New build two bedroom Passivhaus, nearing completion
For Jeremy and Cindy Harris, the unexpected opportunity of early retirement in 2010 was the chance to fulfil their dream of building their own low energy home. The first challenges were finding a building plot, sorting out legal aspects and finalising planning permission and conditions, but by spring 2013, they were ready to start work. As an engineer with some DIY experience, Jeremy drew up the plans, managed the build and carried out some of the practical work. There were numerous setbacks and crises, not least from the enormous delivery trucks blindly following their satnavs. However, the house itself went up in four days with the minimum of fuss, and Jeremy is full of praise for the contractors, especially since the costs have proved no more than for a home to standard building regulations.View More Information
Design and materials: The timber framed house exceeds Passivhaus performance standards, and has a SAP EPC rating of A107, meaning that it is a net energy exporter. However, it is not Passivhaus certified. It was constructed by Viking House/ MBC Timberframe, There are no dug foundations, and the house sits on a recycled polystyrene base, with a thin (100mm) internal reinforced concrete floor slab. The frame was made off-site, and is FSC certified, with local larch cladding from Ridley Sawmill, at Ansty. The Ikoslate roof slates are made from recycled plastic and car tyres. Overall build cost, excluding initial site preparation, will be around £160,000 (£1230/m2 of internal floor area).
Insulation: The house faces South to make the most of solar gain. Floor insulation and wall insulation (from recycled newspapers) are 300mm, while there is 400mm in the roof. Tested air tightness was 1.22m3/h/m2 compared to 10m3/h/m2, required by Building Regulations.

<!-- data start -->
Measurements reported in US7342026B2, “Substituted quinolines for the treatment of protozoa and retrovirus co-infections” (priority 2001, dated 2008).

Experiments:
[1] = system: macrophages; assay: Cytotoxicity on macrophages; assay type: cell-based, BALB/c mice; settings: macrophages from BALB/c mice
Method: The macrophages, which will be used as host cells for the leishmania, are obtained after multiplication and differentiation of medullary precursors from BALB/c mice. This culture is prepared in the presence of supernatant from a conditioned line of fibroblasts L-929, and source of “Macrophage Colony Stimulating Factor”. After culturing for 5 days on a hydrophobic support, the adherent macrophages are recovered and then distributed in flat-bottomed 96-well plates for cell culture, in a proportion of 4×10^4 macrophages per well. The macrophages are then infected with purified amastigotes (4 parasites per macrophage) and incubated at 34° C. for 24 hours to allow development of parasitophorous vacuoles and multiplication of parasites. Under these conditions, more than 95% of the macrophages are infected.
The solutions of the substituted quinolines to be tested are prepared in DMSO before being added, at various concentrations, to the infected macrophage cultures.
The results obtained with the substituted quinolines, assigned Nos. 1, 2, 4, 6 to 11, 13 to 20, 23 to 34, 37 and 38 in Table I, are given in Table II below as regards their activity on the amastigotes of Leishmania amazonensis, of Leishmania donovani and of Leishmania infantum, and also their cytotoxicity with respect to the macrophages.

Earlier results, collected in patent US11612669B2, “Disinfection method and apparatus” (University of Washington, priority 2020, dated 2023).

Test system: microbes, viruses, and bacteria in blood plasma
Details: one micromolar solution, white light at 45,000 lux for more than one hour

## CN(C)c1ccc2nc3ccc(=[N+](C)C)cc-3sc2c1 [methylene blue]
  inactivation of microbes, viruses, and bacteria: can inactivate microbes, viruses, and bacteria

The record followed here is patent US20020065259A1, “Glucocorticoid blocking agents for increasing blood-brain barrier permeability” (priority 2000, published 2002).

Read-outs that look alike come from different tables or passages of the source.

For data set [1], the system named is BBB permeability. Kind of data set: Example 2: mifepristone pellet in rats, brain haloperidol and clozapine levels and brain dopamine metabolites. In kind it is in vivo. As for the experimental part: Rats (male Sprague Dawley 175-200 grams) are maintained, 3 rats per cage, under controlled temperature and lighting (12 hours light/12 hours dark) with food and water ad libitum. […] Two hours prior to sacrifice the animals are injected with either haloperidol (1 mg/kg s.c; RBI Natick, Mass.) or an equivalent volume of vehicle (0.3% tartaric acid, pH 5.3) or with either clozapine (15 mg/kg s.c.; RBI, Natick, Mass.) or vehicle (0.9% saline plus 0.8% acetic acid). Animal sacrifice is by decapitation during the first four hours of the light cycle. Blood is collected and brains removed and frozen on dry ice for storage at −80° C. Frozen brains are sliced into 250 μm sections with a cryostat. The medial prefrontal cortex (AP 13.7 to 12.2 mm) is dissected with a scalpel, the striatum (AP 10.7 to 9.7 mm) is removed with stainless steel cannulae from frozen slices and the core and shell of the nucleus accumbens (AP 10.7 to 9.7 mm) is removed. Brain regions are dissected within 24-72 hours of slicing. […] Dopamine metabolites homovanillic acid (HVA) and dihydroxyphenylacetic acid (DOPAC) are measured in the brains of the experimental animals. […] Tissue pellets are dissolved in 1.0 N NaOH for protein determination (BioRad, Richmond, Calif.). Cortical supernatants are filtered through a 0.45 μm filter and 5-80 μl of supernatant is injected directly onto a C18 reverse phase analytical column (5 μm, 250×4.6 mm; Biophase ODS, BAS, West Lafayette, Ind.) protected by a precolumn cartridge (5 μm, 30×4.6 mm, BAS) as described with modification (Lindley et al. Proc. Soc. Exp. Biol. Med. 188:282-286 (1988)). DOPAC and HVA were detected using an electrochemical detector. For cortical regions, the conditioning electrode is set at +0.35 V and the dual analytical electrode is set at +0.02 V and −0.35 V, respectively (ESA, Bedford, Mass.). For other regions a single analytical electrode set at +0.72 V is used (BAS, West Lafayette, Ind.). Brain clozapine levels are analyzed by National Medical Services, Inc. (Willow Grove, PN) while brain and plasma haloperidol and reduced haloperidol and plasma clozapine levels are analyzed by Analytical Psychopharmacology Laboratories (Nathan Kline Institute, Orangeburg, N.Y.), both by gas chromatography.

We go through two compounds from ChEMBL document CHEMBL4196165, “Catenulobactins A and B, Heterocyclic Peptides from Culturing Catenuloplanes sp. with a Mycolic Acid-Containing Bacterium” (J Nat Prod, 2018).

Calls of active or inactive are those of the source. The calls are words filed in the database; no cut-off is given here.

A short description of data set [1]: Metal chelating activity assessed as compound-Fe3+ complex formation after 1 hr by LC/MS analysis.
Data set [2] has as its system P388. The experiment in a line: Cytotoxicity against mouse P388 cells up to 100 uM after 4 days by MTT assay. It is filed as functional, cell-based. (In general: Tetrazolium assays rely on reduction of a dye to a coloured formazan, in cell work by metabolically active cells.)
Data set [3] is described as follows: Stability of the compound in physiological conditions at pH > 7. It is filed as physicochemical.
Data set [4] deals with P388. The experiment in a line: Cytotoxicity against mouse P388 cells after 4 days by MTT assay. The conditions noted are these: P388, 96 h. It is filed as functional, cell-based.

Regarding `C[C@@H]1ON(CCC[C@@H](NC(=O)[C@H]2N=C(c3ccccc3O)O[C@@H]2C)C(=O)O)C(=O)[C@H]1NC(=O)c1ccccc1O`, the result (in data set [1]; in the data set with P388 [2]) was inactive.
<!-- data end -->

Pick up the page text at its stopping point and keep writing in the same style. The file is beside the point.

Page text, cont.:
Heating, ventilation and hot water: As a low energy home, it has minimal heating (~1.6kW maximum) for when the temperature reaches minus 10°C or less. A Danish Genvexmechanical ventilation and heat recovery (MVHR) system has been installed, and a small air source heat pump (ASHP) provides underfloor heating for very cold days. Hot water is provided by pre-heat from the air source heat pump, with the thermal store heated by the excess energy from the solar PV on the roof.
Windows and doors: Triple glazed from Munster Joinery. They are argon filled, soft E coated, Passivhaus Institut certified, made from sustainable timber with external aluminium cladding. U value 0.7W/m2.K.
Lighting, appliances and electricity generation: Lighting is a mix of LED downlights and low energy (CFL) wall mounted uplighters, with occupancy sensors in little used rooms. All appliances are A rated or better. The 6.25kW photovoltaic array is built into the roof, with a controller to divert excess energy to the heat store. It was supplied and fitted by Save Energy Ltd, in Poole. Jeremy already has an electric bicycle and a partially electric car (Toyota Prius hybrid).
Water: Off-grid water supply from a private borehole, with no connection to the mains water supply, plus Bio-pure package sewage treatment plant. This choice was due to the expense of getting water and sewage to the site. However, running costs will be around £180-200 per year.
Jeremy provides extensive further information in his blog.